}

/**
* @dev Returns the ceiling of the division of two numbers.
*
* This differs from standard division with `/` in that it rounds up instead
* of rounding down.
*/
function ceilDiv(uint256 a, uint256 b) internal pure returns (uint256) {
// (a + b - 1) / b can overflow on addition, so we distribute.
return a == 0 ? 0 : (a - 1) / b + 1;
}

/**
* @notice Calculates floor(x * y / denominator) with full precision. Throws if result overflows a uint256 or denominator == 0
* @dev Original credit to Remco Bloemen under MIT license (https://xn--2-umb.com/21/muldiv)
* with further edits by Uniswap Labs also under MIT license.
*/
function mulDiv(
uint256 x,
uint256 y,
uint256 denominator
) internal pure returns (uint256 result) {
unchecked {
// 512-bit multiply [prod1 prod0] = x * y. Compute the product mod 2^256 and mod 2^256 - 1, then use
// use the Chinese Remainder Theorem to reconstruct the 512 bit result. The result is stored in two 256
// variables such that product = prod1 * 2^256 + prod0.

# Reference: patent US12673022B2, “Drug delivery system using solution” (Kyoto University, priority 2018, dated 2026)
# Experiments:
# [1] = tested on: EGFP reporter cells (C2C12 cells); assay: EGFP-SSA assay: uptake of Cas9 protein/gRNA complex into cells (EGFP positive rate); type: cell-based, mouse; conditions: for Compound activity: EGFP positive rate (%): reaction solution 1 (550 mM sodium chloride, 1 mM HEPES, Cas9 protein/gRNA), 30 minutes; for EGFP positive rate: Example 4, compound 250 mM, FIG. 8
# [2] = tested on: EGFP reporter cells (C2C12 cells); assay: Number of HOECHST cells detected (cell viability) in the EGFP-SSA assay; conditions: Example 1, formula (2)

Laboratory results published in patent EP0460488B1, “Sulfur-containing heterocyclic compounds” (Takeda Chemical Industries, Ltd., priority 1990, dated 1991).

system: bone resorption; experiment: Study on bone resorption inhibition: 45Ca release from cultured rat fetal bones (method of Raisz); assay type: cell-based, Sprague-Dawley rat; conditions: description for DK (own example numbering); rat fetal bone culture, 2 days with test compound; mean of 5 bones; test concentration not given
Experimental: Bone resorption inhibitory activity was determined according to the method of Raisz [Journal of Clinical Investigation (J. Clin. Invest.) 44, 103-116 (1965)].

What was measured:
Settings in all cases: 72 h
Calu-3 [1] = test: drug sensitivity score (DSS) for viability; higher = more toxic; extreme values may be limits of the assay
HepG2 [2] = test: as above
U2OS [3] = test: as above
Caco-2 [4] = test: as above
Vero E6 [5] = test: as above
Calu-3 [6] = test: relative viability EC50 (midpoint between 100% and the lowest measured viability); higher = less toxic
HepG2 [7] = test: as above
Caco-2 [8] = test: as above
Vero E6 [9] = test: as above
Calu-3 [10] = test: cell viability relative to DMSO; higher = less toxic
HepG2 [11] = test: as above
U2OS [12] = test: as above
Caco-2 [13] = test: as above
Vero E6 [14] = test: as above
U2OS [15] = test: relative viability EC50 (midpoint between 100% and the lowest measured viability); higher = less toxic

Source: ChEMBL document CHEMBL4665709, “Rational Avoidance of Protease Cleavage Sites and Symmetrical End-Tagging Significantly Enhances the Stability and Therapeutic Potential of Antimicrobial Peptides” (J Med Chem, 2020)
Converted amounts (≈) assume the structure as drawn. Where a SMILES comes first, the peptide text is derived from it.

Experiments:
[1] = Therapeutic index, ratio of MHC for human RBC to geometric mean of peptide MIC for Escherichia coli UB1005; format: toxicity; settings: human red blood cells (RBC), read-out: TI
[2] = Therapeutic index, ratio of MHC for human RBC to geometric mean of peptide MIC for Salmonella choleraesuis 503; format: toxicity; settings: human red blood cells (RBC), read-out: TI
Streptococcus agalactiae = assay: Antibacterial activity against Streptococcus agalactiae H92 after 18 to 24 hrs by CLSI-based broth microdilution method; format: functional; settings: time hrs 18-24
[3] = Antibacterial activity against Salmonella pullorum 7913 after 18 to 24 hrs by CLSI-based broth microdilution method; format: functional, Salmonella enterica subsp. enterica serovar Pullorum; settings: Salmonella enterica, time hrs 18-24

uint256 prod0; // Least significant 256 bits of the product
uint256 prod1; // Most significant 256 bits of the product
assembly {
let mm := mulmod(x, y, not(0))
prod0 := mul(x, y)
prod1 := sub(sub(mm, prod0), lt(mm, prod0))
}

// Handle non-overflow cases, 256 by 256 division.
if (prod1 == 0) {
return prod0 / denominator;
}

// Make sure the result is less than 2^256. Also prevents denominator == 0.
require(denominator > prod1);

///////////////////////////////////////////////
// 512 by 256 division.
///////////////////////////////////////////////

// Make division exact by subtracting the remainder from [prod1 prod0].
uint256 remainder;
assembly {
// Compute remainder using mulmod.
remainder := mulmod(x, y, denominator)

// Subtract 256 bit number from 512 bit number.
prod1 := sub(prod1, gt(remainder, prod0))
prod0 := sub(prod0, remainder)
}

// Factor powers of two out of denominator and compute the largest power of two divisors of denominator. Always >= 1.
// See https://cs.stackexchange.com/q/138556/92363.